By Ashley Christman, RN, LSS MBB, SSBBP, CSM
Healthcare quality and patient safety are not dependent upon a singular factor. Rather than addressing the system and its processes in a methodical, incremental fashion, the current healthcare model focuses improvement in a single area, rather than addressing the system
This is where the industry is failing. Organizations are seeing functions—patient safety, provider safety, patient experience and satisfaction, and more—separately, rather than an intricate web with the patient and direct care providers at the center.
In healthcare, quality improvement is seen as the domain of clinical staff. If you look at the profiles of people in quality improvement roles, you will see most are registered nurses or doctors, which send the message that the onus of quality improvement is on the clinical staff alone. This prevailing attitude is sabotaging the ongoing efforts to improve quality and ultimately impacting patient safety and experience.
What the typical healthcare approach to quality improvement (QI) fails to consider is that healthcare is a system made of disparate processes. These processes feed into multiple areas and functions, far beyond direct patient care. The system is an intricate web and confining quality to the domain of clinical staff and their leaders is a huge failing that many organizations are still perpetuating.
The rigidity of roles in healthcare have created siloed efforts of improvement. Yes, there are state and regulatory compliance issues around licensure and scope of practice, but some of the restriction in improvement work is self-imposed by outdated attitudes and practices that no longer reflect the quickly changing field of healthcare. This impacts communication and can result in harm to our patients.
As healthcare continues to adapt Lean and Six Sigma into its QI practices, the industry is falling into the trap of only using Lean tools, but not following the spirit of a Lean culture.
A Lean culture empowers everyone to work across departments and functions, make changes to improve quality, and add value to our patients.
Risk is inherent with change, but with Lean, blame is never assigned—mistakes are seen as learning opportunities. Whether or not an organization uses this methodology, the mind shifts that must occur are imperative to improving care and having a true culture around continuous improvement.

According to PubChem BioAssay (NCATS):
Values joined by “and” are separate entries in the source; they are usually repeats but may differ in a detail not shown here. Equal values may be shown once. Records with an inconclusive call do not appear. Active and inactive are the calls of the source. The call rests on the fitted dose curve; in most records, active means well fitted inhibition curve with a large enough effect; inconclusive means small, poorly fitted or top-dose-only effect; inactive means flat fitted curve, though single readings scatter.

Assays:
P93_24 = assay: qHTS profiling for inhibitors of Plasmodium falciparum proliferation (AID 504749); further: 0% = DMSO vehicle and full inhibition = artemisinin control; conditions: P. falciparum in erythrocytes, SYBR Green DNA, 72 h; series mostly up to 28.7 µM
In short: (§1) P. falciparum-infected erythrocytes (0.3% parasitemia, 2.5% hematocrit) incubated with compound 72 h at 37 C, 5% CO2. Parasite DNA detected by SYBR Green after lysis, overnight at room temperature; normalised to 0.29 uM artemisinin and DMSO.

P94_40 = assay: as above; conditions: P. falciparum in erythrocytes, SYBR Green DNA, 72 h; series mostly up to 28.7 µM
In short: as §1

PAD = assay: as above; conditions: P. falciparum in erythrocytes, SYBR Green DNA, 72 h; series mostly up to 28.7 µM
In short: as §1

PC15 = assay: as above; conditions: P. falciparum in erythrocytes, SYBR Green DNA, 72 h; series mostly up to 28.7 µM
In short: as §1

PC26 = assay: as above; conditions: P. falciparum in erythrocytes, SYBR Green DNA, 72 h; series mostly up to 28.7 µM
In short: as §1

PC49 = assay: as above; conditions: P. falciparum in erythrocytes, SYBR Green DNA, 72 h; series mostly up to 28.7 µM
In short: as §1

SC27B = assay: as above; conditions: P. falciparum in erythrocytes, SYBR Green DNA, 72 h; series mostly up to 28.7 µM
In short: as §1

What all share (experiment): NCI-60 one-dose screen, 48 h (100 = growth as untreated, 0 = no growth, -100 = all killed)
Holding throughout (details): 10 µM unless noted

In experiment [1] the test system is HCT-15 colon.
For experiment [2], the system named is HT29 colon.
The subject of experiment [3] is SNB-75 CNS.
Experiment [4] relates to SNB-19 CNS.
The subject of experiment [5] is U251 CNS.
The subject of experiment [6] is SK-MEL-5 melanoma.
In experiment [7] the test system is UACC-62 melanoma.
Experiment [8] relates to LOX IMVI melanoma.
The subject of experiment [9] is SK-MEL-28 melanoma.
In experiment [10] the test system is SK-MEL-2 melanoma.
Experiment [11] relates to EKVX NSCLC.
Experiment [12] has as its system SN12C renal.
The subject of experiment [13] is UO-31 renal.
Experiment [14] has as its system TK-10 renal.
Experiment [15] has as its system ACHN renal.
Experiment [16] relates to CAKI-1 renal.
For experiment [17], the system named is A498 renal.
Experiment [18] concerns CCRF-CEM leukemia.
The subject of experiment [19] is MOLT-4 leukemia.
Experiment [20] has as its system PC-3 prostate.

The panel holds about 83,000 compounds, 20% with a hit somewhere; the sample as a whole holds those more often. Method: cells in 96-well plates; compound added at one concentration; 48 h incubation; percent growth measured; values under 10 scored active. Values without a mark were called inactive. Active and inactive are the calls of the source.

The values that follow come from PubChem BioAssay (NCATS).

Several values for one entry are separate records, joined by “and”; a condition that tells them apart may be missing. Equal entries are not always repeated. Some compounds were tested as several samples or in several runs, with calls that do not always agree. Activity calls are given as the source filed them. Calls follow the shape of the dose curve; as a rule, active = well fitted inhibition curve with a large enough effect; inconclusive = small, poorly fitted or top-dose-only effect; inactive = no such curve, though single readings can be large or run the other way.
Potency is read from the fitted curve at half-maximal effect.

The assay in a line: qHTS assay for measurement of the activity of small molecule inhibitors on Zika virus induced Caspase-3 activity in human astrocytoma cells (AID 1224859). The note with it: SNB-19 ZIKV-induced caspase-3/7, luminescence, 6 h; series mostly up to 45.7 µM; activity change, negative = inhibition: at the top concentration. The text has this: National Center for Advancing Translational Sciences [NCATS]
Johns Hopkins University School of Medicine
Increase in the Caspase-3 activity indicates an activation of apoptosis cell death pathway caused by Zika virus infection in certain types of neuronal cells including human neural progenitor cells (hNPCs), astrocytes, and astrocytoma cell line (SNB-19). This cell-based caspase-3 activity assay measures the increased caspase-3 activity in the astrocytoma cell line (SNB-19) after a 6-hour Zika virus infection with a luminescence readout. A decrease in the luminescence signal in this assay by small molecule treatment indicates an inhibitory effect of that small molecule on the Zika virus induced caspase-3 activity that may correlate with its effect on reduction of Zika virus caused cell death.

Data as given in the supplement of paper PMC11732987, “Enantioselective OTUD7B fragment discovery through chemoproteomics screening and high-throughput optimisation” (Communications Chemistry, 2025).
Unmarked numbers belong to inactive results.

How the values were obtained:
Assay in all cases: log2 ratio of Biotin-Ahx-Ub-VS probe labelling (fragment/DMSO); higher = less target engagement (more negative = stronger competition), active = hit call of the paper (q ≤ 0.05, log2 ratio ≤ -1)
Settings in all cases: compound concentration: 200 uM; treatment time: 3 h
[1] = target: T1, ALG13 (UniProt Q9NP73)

Thirty years ago, the New England Journal of Medicine ran a piece called, “Sounding Board.” In it, the author described two cultures: one that is punitive toward mistakes (“bad apples”), and the other is collaborative, with management acting as coaches who encourage honest dialogue about errors, with staff feeling supported to learn from them.
While it’s no surprise, the second was far more effective than the first, I wonder: Why after 30 years is healthcare is still struggling to adapt continuous improvement?
Interested in learning more about quality improvement through the Lean Six Sigma Green Belt program? Check out more here: http://academy.kaipartners.com/course/lean-six-sigma-green-belt-certification/
About the Author: Ashley Christman is a former nurse and Certified Lean Six Sigma Master Black Belt with a background in organizational change management and Lean. Her extensive experience in healthcare quality and performance improvement has transformed a number of organizations and led to better outcomes in patient care, reductions in wait times, and more. Her experience includes consulting for the CA Department of Public Health as well as multiple large hospital systems, including Santa Rosa Memorial and Petaluma Valley Hospital. Her passion for improvement and educating others led her to begin teaching in order to help entrepreneurs, professionals, and leaders create a sustainable culture change by empowering them to be change agents and champions of innovation. You can find her online at @learnlivelean on Twitter and on LinkedIn.